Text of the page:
'Passing' review: A wonderful look into racial passing and more
Actress Rebecca Hall debuted as a director with her independent project Passing. Starring Tessa Thompson and Ruth Negga in the lead, the black and white film focuses on racial passing, the world of New York City in the 1920s, and the uproar of raw emotions. André Holland and Alexander Skarsgård also play important roles. It is now streaming on Netflix. Here's our review.
Why does this story matter?
The film mostly features a Black cast, which became a problem with allocating funding. Here's context: Benedict Cumberbatch was interested in playing a small character in Passing and that had the investors interested. As soon as Doctor Strange couldn't manage time, some financiers lost confidence in the movie; although stars like Thompson and Negga were in the driver's seat. We're glad they pulled through.
Irene stumbles upon Claire, friend who is passing as white
Based on the 1929 novel by Nella Larsen, Passing follows Irene (Thompson), a Black woman, who unexpectedly comes across a school friend Claire (Negga), and sees she is passing as a white person. Not only this, Claire is married to a racist white man and has a daughter. While Irene feels revolting, Claire desperately misses "being Black" and tries to regain Irene's friendship.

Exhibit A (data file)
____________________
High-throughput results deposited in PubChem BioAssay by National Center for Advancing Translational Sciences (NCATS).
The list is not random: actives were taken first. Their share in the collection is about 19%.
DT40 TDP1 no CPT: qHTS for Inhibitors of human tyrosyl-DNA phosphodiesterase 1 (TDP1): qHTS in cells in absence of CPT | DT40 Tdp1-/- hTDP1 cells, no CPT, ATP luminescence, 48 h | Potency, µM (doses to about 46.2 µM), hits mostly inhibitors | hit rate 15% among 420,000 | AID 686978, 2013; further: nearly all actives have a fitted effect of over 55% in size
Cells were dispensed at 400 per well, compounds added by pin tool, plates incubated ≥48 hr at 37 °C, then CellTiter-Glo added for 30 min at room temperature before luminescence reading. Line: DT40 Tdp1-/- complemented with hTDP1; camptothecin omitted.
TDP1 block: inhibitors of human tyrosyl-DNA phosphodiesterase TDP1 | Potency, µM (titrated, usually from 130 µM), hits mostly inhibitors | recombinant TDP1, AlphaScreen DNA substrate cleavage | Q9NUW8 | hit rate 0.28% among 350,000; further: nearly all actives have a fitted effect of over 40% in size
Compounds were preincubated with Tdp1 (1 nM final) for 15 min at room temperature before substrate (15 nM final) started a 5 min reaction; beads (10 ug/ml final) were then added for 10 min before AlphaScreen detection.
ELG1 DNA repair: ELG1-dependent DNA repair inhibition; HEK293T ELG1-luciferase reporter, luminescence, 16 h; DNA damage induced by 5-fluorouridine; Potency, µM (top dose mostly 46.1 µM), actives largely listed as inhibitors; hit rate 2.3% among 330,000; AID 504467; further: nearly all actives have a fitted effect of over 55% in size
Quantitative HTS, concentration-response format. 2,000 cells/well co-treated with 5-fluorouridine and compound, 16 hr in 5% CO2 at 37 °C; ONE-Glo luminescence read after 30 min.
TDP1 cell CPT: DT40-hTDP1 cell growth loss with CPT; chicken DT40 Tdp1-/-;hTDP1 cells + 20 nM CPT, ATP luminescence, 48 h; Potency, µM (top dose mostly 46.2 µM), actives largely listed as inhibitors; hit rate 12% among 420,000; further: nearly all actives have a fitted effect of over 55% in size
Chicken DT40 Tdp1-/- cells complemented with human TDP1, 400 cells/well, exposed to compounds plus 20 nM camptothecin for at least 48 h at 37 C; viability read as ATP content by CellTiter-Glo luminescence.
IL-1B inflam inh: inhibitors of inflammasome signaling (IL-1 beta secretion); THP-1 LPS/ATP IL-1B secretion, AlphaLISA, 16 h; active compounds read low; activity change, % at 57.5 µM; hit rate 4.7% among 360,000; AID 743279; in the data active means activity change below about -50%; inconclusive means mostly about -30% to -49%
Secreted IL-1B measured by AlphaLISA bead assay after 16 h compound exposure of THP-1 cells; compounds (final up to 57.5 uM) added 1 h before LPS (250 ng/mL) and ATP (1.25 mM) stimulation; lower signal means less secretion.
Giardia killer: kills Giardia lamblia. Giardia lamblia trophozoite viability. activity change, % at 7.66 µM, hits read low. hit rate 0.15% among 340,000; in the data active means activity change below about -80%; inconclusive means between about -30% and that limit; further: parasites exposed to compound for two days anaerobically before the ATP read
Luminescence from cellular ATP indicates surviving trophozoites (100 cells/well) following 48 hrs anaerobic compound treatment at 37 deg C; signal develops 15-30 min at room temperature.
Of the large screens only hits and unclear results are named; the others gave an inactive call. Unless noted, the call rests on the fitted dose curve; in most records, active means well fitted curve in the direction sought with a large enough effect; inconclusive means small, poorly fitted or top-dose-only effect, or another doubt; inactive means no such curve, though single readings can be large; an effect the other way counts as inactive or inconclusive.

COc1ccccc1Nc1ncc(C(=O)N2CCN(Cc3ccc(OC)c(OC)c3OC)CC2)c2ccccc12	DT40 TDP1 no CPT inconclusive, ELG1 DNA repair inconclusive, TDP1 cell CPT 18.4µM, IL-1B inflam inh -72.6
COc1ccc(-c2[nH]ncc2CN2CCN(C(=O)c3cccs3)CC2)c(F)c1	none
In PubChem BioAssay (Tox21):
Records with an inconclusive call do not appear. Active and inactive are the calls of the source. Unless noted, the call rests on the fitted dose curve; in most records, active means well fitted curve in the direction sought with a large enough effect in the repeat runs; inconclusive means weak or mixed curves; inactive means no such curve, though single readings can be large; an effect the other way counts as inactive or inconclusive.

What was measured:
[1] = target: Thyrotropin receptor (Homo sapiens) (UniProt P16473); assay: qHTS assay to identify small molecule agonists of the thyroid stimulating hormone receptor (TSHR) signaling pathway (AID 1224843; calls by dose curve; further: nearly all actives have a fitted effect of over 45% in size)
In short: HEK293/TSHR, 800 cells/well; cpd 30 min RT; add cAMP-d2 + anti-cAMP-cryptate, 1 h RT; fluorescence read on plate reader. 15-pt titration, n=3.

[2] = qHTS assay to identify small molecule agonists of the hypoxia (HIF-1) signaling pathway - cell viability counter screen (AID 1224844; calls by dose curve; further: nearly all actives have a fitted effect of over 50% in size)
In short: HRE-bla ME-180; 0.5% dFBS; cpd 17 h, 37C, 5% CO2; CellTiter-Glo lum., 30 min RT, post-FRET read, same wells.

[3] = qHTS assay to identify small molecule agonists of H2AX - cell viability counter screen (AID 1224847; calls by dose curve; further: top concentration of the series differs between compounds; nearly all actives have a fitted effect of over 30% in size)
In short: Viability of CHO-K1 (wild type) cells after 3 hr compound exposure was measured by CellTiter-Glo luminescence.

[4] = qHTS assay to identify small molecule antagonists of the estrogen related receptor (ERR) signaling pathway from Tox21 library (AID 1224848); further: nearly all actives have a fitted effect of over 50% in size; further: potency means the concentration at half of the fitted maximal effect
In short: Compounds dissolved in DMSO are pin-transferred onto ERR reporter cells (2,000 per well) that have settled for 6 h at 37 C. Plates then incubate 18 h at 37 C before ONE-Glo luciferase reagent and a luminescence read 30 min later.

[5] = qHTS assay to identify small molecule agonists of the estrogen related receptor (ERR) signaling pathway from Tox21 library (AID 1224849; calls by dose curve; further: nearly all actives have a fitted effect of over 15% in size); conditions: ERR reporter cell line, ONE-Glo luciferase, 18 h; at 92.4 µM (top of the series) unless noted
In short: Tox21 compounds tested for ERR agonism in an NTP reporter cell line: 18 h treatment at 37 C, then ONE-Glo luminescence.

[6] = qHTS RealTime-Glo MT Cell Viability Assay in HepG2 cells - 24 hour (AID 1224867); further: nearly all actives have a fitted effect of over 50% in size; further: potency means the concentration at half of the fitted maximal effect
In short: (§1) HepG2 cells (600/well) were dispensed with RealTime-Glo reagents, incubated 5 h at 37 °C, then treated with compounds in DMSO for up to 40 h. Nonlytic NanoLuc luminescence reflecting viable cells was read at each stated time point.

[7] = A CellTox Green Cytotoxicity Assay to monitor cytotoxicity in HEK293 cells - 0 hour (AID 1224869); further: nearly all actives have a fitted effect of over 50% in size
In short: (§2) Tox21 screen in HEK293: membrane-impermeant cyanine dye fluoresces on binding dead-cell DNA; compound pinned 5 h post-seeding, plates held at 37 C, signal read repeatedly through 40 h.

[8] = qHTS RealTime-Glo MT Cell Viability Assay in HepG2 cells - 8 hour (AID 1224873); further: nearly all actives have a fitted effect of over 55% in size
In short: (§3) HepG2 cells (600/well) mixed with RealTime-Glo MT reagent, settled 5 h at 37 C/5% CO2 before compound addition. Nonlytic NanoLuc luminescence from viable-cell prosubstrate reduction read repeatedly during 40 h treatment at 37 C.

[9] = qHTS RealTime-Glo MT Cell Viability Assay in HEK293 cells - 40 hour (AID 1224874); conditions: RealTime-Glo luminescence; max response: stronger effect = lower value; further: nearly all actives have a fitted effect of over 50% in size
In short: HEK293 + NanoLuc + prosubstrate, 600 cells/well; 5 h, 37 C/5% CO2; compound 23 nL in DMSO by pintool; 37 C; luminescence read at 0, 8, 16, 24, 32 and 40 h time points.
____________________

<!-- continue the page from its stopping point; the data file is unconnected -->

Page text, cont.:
Soon, Claire wins over everyone in Irene's circle
Initially, Irene ignores Claire's attempts at drawing close but then gives in. Hall doesn't give us any definite answer but their tense moments might point toward weakness in Irene for the other. Charming, verbose, and energetic Claire soon wins over everyone in Irene's circle--her husband, kids, friends. Call it jealousy, inferiority complex, or something else, Irene starts feeling her childhood friend is replacing her.
Hall leaves many things up for interpretation but that's fulfilling
Hall uses calming jazz music to instill annoyance onscreen, as Irene starts doubting if her husband is attracted to Claire. The movie has been shot in a 4:3 aspect ratio throughout, still toward the end, the screen feels tighter somehow. All this suffocation comes loose in the final scene. Many things, including the ending, are ambiguous, leaving you with many thoughts. Passing gets 4/5.